There are a couple of very simple ways of testing this needle for tune in flight, which will clearly let you know when it is not set right. One important rule when setting the high end is that is must only be tuned for maximum power when the engine is up to temperature. Adjusting the high end mixture when the engine is cold can often lead to mixture problems later in the flight and can, when taken to extremes, damage the engine. So assuming the needle is not far from factory settings, flight testing of the high end needle can begin.

After a brief period warming the engine, with the needle at factory settings or there abouts, test the helicopters ability in a full power climbout. Assuming the helicopter is pulling a reasonable amount of collective pitch the ideal condition is the helicopter pulling away at a consistent power with a constant trail of smoke from the exhaust. It is likely that the engine will be rich at this point, so lean it in a click or two and try again. Continue this procedure until you notice either the rate of climb beginning to slow or the smoke from the exhaust reducing. At this point the engine is leaning under load and therefore heating up and you should richen the high end needle for further tests to eliminate this condition.

If  you have the engine close to where you want it, you can fine tune the needle setting by observing what happens to the engine during an autorotation. Again do your full power climbout and when you are at a comfortable altitude flick the throttle hold and begin an autorotation whilst listening to the engine. If the engine rpm ‘hangs’ at a higher level than the set throttle hold/idle point for several seconds then the mixture is tending towards the lean setting. The ideal condition is to do exactly as before but this time when the throttle hold switch is flicked the engine settles down to an immediate and steady idle as preset on your throttle hold. Any sign of the engine rpm hanging during an autorotation or even perhaps a harsh sound from the engine as the auto begins is a sign of leaning and should be dealt with by richening the high end needle to eliminate.

Confirmation of your engine tune

Now that you have set your engine to where you believe to be the optimum tune there are a couple of ways to confirm this by looking at your engine, as the dreaded lean runs always leave their mark.

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The first port of call should be to hand check the temperature of your engine. Hand checking rules of thumb are very useful as it is not often feasible to have a temperature gun to hand. Often with cooling shrouds, frames etc it is difficult to actually reach your engine head but there are two places that are normally quite accessible. The first place is at the bottom of the engine up inside the crank case cover. After a reasonable flight, quickly land and check the temperature at this point with your finger, see Figure 3. If you can hold your finger at this point for four to five seconds without being uncomfortable then the temperature is fine. If it begins to hurt then you are on the hot side and should consider running a click or two richer on the top end needle. The other place to check which will be hotter is on the side wall of the engine just below the combustion chamber, see Figure 4. If you touch this and it is immediately too hot to touch then you are running too lean. A couple of seconds only at this point will be reasonable for temperature.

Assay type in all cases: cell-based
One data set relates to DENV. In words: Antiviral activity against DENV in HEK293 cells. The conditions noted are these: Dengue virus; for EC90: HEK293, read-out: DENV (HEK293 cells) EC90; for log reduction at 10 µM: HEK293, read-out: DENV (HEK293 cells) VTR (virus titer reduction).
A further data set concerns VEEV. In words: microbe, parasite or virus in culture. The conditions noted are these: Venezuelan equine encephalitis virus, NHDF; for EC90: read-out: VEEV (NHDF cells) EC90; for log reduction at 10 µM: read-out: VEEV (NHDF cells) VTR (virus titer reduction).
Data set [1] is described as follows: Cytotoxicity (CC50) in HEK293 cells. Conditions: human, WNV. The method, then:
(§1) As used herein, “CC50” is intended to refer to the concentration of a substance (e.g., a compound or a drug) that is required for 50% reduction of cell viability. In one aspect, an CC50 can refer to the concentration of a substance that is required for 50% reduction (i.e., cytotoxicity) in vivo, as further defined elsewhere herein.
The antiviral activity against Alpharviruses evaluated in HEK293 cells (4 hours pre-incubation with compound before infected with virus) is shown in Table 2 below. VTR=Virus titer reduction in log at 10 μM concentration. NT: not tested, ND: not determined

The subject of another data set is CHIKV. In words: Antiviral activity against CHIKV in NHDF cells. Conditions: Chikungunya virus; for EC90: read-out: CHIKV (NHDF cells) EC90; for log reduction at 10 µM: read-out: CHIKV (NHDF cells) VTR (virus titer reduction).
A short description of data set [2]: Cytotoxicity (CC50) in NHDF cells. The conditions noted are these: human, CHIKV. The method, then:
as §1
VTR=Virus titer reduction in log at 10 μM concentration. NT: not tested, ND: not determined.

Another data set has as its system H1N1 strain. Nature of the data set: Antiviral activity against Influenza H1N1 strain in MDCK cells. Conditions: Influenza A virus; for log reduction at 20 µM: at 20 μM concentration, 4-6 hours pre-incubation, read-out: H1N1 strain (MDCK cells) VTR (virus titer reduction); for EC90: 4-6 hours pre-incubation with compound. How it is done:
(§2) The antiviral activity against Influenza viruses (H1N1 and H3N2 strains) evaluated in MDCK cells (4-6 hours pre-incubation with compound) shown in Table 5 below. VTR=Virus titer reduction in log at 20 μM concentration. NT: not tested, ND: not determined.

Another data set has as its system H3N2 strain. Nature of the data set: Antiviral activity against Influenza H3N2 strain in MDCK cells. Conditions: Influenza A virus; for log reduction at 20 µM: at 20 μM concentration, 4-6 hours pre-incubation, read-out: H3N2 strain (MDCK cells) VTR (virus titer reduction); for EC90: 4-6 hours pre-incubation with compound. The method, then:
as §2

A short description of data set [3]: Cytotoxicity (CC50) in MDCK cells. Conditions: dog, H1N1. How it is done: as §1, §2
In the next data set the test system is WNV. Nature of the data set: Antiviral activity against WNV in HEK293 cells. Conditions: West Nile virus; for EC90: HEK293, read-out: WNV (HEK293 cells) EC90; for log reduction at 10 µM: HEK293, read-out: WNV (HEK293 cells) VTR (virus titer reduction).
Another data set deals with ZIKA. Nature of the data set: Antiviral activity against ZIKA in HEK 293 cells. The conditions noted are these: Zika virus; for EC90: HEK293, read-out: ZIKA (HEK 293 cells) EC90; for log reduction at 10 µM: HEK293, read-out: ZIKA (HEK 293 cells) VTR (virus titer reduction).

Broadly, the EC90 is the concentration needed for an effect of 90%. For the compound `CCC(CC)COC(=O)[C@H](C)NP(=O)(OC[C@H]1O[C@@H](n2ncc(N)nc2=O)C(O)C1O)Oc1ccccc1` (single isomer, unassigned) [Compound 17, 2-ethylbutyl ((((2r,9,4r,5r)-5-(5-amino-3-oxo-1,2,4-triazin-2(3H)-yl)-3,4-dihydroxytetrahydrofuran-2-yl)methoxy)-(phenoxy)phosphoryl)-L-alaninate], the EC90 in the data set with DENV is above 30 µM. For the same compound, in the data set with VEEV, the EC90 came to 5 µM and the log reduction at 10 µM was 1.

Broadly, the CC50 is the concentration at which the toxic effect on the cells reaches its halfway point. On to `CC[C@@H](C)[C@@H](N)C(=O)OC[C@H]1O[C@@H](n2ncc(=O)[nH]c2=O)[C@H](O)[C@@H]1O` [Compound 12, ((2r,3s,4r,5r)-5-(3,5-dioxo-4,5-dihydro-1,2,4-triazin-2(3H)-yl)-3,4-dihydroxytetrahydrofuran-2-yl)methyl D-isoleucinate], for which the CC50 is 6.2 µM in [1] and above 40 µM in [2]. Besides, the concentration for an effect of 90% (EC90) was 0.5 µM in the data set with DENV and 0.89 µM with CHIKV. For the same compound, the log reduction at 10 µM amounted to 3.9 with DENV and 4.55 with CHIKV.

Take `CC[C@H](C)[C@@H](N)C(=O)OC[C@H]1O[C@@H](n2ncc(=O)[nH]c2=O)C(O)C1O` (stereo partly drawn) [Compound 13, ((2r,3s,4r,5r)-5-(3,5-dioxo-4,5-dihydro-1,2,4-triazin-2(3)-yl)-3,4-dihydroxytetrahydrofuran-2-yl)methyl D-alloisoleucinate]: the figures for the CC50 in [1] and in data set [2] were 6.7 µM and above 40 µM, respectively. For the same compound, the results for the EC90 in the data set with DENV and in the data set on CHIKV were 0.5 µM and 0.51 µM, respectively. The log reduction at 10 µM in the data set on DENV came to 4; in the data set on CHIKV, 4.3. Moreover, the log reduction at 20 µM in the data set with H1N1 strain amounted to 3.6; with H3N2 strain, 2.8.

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Another tell tale check for lean runs is to check the condition of your glow plug. Look at Figure 5, which shows a new clean plug and a well used lean run plug. If you compare the two you will firstly see that the well used plug is darkened around the base, which in itself is not unusual, however if you look at the glow plug coil you will see that it is firstly tarnished and dull but also that the coil is misshapen and not in a nice straight coil as a spring would be. This plug has evidence firstly of a lot of use but also evidence of lean runs given the shape and colour of the coil. Well used plugs may exhibit a similar look after a lot of use (as glow plugs will have a finite life no matter how you treat them) but if your plug is beginning to look like this after few flights or even a gallon of two then you have been running lean at some point.

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Tuning quick reference guide

Potential problem – Possible solution

Engine idle too high even when trim is reduced – Low end needle set too lean, needs to be richened.

Engine won’t idle and stops proving hard to restart – Low end needle set to rich needs to be leaned.

Engine rpm hangs during autorotations – High end needle set too lean needs to be richened.

Engine cuts during bailed out autorotations – High end needle set too rich needs to be leaned.

Seem to be going through a lot of glow plugs – Mixture set too lean, richened high end needle